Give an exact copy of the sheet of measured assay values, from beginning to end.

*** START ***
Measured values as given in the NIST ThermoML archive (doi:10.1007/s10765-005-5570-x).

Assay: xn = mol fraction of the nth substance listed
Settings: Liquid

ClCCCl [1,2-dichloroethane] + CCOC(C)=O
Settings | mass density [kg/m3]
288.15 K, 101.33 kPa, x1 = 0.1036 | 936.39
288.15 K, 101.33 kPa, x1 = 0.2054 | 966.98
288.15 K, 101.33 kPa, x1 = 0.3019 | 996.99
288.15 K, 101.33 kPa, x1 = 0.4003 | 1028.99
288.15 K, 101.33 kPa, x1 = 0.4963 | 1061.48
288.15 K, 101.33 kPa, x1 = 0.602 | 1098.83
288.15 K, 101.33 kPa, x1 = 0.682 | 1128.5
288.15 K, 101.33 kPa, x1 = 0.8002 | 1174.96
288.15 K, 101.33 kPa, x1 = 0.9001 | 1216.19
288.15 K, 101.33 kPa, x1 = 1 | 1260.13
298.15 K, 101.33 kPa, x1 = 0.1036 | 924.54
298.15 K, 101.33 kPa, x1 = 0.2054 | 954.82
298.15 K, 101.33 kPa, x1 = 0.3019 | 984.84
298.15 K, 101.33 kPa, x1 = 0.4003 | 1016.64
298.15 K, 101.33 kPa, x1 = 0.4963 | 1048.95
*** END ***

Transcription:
Measured values as given in the NIST ThermoML archive (doi:10.1007/s10765-005-5570-x).

Assay: xn = mol fraction of the nth substance listed
Settings: Liquid

ClCCCl [1,2-dichloroethane] + CCOC(C)=O
Settings | mass density [kg/m3]
288.15 K, 101.33 kPa, x1 = 0.1036 | 936.39
288.15 K, 101.33 kPa, x1 = 0.2054 | 966.98
288.15 K, 101.33 kPa, x1 = 0.3019 | 996.99
288.15 K, 101.33 kPa, x1 = 0.4003 | 1028.99
288.15 K, 101.33 kPa, x1 = 0.4963 | 1061.48
288.15 K, 101.33 kPa, x1 = 0.602 | 1098.83
288.15 K, 101.33 kPa, x1 = 0.682 | 1128.5
288.15 K, 101.33 kPa, x1 = 0.8002 | 1174.96
288.15 K, 101.33 kPa, x1 = 0.9001 | 1216.19
288.15 K, 101.33 kPa, x1 = 1 | 1260.13
298.15 K, 101.33 kPa, x1 = 0.1036 | 924.54
298.15 K, 101.33 kPa, x1 = 0.2054 | 954.82
298.15 K, 101.33 kPa, x1 = 0.3019 | 984.84
298.15 K, 101.33 kPa, x1 = 0.4003 | 1016.64
298.15 K, 101.33 kPa, x1 = 0.4963 | 1048.95